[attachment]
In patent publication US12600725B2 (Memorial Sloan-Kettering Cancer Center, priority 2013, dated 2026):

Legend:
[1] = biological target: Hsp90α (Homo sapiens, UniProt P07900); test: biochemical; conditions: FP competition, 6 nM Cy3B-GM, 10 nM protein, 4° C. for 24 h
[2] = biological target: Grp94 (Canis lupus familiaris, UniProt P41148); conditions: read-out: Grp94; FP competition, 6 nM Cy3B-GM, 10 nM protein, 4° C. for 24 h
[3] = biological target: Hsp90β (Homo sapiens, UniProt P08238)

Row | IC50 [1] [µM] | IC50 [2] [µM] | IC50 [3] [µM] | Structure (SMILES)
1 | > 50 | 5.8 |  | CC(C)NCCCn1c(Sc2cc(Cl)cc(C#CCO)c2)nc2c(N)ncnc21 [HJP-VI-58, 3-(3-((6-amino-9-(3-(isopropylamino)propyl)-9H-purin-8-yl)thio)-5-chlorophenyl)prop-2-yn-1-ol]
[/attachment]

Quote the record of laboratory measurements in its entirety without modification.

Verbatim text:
In patent publication US12600725B2 (Memorial Sloan-Kettering Cancer Center, priority 2013, dated 2026):

Legend:
[1] = biological target: Hsp90α (Homo sapiens, UniProt P07900); test: biochemical; conditions: FP competition, 6 nM Cy3B-GM, 10 nM protein, 4° C. for 24 h
[2] = biological target: Grp94 (Canis lupus familiaris, UniProt P41148); conditions: read-out: Grp94; FP competition, 6 nM Cy3B-GM, 10 nM protein, 4° C. for 24 h
[3] = biological target: Hsp90β (Homo sapiens, UniProt P08238)

Row | IC50 [1] [µM] | IC50 [2] [µM] | IC50 [3] [µM] | Structure (SMILES)
1 | > 50 | 5.8 |  | CC(C)NCCCn1c(Sc2cc(Cl)cc(C#CCO)c2)nc2c(N)ncnc21 [HJP-VI-58, 3-(3-((6-amino-9-(3-(isopropylamino)propyl)-9H-purin-8-yl)thio)-5-chlorophenyl)prop-2-yn-1-ol]